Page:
The restructured university: Rethinking the gendered law school
This chapter begins from a paradox. Notwithstanding the well-established nature of gender and law scholarship within legal studies, considered in relation to ideas about men and masculinity in chapter 1, relatively little is known about the connections between gender and what has been termed, in the context of recent discussion of women legal academics in the UK, the ‘private life’ of the university law school.2 Internationally, a rich theoretical and empirical body of research has been concerned with social relations between men and women inside diverse organisations involved in the teaching and study of law.3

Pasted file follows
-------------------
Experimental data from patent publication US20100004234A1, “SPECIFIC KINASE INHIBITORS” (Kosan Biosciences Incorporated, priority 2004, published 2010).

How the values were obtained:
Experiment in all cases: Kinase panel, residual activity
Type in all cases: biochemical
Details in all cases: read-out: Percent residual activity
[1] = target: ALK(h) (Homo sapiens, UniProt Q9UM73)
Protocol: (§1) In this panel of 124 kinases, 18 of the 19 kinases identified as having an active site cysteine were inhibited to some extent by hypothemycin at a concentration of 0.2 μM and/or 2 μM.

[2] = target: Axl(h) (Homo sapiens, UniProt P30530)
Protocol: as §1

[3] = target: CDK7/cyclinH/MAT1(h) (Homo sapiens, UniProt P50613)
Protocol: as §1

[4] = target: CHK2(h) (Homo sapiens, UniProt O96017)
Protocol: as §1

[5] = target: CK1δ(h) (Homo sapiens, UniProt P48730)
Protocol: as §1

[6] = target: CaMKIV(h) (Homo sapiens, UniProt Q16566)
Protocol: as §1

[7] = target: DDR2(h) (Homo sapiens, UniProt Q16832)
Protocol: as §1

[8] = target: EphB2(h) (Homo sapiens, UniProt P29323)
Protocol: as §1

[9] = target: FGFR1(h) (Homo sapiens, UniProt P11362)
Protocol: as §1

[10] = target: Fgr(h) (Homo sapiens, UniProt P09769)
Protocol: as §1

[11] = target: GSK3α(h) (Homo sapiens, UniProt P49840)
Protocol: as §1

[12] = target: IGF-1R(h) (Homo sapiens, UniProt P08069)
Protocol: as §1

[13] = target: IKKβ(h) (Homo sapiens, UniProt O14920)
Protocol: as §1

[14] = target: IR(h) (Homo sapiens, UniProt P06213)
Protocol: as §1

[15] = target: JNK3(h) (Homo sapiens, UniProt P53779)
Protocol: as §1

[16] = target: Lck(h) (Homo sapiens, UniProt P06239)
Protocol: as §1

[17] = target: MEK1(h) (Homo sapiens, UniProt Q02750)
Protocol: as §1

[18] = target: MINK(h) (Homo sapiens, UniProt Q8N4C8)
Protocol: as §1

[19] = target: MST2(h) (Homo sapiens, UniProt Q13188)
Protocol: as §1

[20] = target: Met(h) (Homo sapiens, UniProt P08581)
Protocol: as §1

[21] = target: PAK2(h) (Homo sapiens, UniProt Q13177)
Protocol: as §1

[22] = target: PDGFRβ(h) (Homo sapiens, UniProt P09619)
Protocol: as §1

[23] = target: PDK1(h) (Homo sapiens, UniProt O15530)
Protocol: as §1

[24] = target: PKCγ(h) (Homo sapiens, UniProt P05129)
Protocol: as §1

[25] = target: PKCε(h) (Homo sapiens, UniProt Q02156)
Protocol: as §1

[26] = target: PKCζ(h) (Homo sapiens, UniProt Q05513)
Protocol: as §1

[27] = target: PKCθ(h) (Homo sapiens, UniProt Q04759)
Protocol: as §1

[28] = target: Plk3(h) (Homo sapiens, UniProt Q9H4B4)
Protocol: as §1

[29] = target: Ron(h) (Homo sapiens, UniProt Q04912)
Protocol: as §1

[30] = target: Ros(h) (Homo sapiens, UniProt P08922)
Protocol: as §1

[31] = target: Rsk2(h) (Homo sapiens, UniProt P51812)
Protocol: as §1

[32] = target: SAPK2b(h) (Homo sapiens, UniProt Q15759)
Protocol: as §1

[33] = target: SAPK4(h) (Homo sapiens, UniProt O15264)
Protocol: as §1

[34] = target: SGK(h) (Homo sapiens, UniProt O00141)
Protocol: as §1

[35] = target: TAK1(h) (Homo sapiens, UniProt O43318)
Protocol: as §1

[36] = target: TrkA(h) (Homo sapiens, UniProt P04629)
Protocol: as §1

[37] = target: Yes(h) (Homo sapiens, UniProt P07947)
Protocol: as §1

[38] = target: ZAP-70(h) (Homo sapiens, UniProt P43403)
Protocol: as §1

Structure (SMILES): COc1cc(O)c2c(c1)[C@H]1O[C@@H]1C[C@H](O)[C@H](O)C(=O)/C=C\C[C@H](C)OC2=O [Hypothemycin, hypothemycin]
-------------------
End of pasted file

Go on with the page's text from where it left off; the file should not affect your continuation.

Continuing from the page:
It is understandable, perhaps, given the relatively high status, and the cultural
1 A. Oakley, ‘Foreword’ in A. Brooks and A. Mackinnon (eds), Gender and the Restructured University, Buckingham: SRHE/Open University Press, 2001, p xii.